"It was just kind of miraculous," Ellen said. "You just watched these stem cells dripping into him."
A stroke at birth caused 6-year-old Max's cerebral palsy. He's one of about 150 kids getting infusions of his own cord blood at Duke University. The hope is that the stem cells in Max's cord blood will improve his brain function.
"Cells go to the brain after we infuse them in the blood, and they can help repair damage in the brain, and we're hoping in children with cerebral palsy that will happen as well," said Dr. Joanne Kurtzberg, director of the Pediatric Blood and Marrow Transplantation Program at Duke University Medical Center in Durham, N.C.
Doctors have reported the cord blood stem cells have the potential to reduce Max's muscle tightness, improve his mobility and help his speech over the next year.
On another cord blood front, researchers are using infusions to fight type I diabetes.
After diabetic Barrett Ross received a cord blood infusion, he cut his insulin use by two-thirds. He's had diabetes for three years and his body is still producing insulin.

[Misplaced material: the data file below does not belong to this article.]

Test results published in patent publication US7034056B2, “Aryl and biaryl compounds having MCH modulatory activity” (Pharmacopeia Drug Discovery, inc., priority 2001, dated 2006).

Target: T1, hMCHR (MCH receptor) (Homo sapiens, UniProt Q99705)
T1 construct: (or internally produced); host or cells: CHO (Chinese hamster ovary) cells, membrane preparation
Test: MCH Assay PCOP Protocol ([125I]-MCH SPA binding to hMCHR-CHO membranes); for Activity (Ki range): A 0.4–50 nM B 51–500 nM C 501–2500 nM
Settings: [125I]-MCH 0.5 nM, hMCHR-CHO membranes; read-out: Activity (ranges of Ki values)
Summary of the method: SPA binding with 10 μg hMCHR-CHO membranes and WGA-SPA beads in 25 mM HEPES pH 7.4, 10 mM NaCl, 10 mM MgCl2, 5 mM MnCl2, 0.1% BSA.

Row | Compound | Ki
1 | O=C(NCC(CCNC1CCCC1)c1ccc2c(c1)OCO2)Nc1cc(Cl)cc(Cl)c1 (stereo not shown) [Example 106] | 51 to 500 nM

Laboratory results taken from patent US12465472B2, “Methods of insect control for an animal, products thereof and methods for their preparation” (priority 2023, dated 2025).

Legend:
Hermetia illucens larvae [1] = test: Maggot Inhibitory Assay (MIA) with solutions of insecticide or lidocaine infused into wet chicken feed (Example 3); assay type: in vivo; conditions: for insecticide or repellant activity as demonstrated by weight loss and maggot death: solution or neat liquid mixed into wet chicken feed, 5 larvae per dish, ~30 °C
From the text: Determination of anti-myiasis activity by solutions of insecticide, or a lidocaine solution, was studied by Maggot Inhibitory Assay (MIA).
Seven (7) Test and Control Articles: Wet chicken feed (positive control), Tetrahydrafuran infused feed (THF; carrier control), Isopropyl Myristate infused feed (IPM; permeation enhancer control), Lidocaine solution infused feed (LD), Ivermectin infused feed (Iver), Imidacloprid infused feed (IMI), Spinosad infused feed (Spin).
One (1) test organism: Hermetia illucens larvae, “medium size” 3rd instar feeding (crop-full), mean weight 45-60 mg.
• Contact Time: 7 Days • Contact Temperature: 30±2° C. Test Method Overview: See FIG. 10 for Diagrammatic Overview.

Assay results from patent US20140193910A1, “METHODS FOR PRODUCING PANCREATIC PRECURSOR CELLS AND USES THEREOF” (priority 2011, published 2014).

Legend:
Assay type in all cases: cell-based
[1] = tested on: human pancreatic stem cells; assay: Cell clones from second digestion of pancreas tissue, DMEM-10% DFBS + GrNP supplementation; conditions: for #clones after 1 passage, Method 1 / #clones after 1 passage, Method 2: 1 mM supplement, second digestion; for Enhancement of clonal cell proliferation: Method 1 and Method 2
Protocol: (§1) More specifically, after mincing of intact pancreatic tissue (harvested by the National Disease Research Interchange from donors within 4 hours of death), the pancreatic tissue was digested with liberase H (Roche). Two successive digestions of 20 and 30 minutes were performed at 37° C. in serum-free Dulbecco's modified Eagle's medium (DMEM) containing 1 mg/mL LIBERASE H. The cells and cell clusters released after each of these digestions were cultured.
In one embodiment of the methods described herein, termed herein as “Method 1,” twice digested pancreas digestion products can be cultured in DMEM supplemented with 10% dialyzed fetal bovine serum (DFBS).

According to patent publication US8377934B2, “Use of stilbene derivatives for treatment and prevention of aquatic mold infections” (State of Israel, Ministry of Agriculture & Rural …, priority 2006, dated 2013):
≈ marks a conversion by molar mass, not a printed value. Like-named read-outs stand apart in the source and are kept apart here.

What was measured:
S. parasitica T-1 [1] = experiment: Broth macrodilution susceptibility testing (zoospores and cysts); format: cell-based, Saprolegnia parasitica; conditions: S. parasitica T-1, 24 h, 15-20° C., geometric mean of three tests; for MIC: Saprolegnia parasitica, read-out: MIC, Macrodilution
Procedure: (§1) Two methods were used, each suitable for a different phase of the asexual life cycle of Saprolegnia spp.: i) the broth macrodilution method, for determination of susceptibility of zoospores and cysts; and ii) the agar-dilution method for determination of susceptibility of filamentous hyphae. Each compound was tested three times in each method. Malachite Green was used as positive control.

"The results that we have experienced as a result of this study, in my mind, are staggering," Barrett's father, Brian Ross, said.
Researchers believe stem cells in the blood slow the immune attack of diabetes so the pancreas destroys fewer insulin-producing cells.
"It is very exciting," said Dr. Desmond Schatz, a pediatric endocrinologist at the University of Florida in Gainesville. "I take care of children with diabetes all the time. I know what it is that they go through."
Cord blood still isn't a cure-all.
"It's still an experimental procedure and we know there are no guarantees," Ellen said. "Our philosophy has always been if it couldn't hurt and it might help, we're gonna try it."
But it's a wager parents are placing on the hope of a healthier future for their kids.
Under 2 percent of parents bank their child's cord blood at birth. All parents have the option, but it can cost up to $2,000 up front and about $100 a year to store it.